HC Deb 09 July 1975 vol 895 cc523-5
16. Mr. Lambie

asked the Secretary of State for Scotland if he is now able to announce his decision on the representations made to him on the question of allowing pupils to leave school on their sixteenth birthday in Scotland; and if he will make a statement.

Mr. Robert Hughes

The review of school leaving date arrangements which my right hon. Friend announced on 14th January is not confined to the question of allowing pupils to leave school on their sixteenth birthday. The implications of different courses of action suggested to me are at present under consideration.

Mr. Lambie

Is my hon. Friend aware that his right hon. Friend the Secretary of State for Education stated on 24th June and confirmed yesterday that it is the Government's intention to introduce a mini-Education Bill in the autumn which will include a clause to allow pupils to leave school on their sixteenth birthday? Will my hon. Friend confirm that this policy will apply to Scotland?

Mr. Hughes

I am aware of my right hon. Friend's decision about a mini Education Bill. I understand that the summer leaving date will be brought forward to Easter. This does not affect the question of allowing children to leave school on their sixteenth birthday. The policy of bringing forward the summer leaving date does not apply to Scotland because we are having a much more fundamental review. A number of different options have been canvassed. We shall study those options and come to a conclusion as soon as possible.

Mr. David Steel

Is the Minister aware that there is great disappointment that consideration of allowing pupils to leave school on their sixteenth birthday was not completed in time for the summer holidays, when a large number of pupils will be affected? Is he aware that parents in my constituency have pointed out to me that if they register their sons and daughters with relatives on the other side of the border for a week in June, some of these children can leave school because of the discrepancy over the autumn starting date between the two areas? Is it not time this nonsense was ended?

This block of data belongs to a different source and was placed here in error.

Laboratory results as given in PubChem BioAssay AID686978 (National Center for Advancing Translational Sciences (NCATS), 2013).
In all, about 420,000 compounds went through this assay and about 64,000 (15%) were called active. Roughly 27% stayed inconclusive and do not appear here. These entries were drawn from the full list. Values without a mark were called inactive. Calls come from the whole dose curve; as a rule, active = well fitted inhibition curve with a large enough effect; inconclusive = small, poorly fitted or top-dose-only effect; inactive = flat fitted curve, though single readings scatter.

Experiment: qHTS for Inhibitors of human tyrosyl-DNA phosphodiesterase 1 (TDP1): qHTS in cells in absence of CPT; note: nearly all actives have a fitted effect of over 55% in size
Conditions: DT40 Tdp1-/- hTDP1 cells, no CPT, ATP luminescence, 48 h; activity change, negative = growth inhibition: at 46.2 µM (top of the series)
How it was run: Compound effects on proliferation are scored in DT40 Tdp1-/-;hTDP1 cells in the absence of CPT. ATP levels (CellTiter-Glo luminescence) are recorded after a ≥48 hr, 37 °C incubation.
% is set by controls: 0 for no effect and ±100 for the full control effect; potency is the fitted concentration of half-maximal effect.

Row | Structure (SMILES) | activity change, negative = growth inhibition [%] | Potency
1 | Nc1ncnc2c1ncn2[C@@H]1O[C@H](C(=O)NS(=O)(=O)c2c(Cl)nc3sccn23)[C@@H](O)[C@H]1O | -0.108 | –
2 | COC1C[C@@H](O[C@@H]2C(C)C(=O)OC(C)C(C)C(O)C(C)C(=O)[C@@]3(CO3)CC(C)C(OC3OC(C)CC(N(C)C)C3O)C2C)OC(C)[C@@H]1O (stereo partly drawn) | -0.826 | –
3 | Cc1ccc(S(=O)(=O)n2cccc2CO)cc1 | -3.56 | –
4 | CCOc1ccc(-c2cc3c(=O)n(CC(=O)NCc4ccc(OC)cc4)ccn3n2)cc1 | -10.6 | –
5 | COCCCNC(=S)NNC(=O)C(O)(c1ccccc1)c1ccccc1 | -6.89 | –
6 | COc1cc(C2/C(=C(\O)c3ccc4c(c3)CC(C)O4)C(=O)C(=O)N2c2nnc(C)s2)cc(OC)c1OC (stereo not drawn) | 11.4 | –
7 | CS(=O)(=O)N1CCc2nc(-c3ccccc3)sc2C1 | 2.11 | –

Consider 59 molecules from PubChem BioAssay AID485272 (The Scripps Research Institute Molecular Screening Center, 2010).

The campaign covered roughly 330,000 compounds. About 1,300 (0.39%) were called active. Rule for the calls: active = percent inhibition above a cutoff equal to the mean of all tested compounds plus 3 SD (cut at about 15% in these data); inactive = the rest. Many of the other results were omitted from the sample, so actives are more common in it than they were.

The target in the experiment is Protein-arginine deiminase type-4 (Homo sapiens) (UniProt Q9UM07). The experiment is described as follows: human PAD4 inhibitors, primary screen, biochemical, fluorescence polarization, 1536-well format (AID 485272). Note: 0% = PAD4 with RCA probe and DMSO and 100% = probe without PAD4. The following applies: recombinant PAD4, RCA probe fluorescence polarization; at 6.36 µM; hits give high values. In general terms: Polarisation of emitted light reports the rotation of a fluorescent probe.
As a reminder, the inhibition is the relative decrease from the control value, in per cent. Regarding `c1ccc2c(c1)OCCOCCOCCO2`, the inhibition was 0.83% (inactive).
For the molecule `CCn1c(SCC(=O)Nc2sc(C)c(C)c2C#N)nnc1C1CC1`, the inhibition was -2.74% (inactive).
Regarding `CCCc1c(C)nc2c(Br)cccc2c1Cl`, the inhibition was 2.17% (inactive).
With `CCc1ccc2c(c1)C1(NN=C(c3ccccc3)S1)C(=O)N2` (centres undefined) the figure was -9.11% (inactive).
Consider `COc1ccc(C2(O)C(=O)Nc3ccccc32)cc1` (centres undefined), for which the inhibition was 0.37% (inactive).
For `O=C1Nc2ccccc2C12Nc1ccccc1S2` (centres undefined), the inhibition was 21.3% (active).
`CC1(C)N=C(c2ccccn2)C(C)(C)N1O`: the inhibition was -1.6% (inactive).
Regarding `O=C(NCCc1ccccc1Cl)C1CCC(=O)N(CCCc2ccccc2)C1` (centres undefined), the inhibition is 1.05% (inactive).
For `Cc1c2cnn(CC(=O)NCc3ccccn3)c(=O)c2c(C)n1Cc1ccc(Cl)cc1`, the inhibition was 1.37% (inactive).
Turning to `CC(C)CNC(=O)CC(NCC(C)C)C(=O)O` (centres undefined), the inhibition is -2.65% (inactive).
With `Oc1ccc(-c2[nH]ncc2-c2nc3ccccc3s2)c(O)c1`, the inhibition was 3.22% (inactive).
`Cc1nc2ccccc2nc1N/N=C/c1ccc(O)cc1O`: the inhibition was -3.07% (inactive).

Mr. Hughes

It does not only apply if people register their children on the other side of the border. If children are registered in schools in different education authorities, there are different dates. The position in Scotland is different from that in England. At present the local authorities also set the leaving date. There is a lot of controversy about whether children should be allowed to leave at 16. When I say 16 I mean their sixteenth birthday. Among the things that have been suggested is that there should be more than two leaving dates to spread the anomalies. I am sure the hon. Gentleman understands that the anomalies existed when the school leaving age was 15. The fact that it is 16 has made it no worse, except, of course, that some children want to leave early because it is the school leaving age.

Mr. Selby

Is the Minister aware that an anomaly arose in my constituency last year? A constituent of mine informed me that his son's birthday fell the day after the school recommenced. The boy had a job but could not take it because his birthday was one day late. Why should people have to wait? Why cannot we say that when someone is 16 years of age and if he has a job he can go ahead and take it?

Mr. Hughes

Because we believe that there is educational advantage in rounding off children's education. There will always be anomalies with a fixed leaving age whether it is 15 years of age or 16. There is a tendency to get this matter out of perspective. It leads to the suggestion that the school leaving age should be lowered to 15, because children can get a job at 15. If we reduce it to 15 we shall have the same anomalies and people will ask "Why bother with the school leaving age at all?" There are very great educational advantages in children staying at school. To solve the problem by saying "Let them leave whenever they can" would simply not be facing up to the realities of the situation.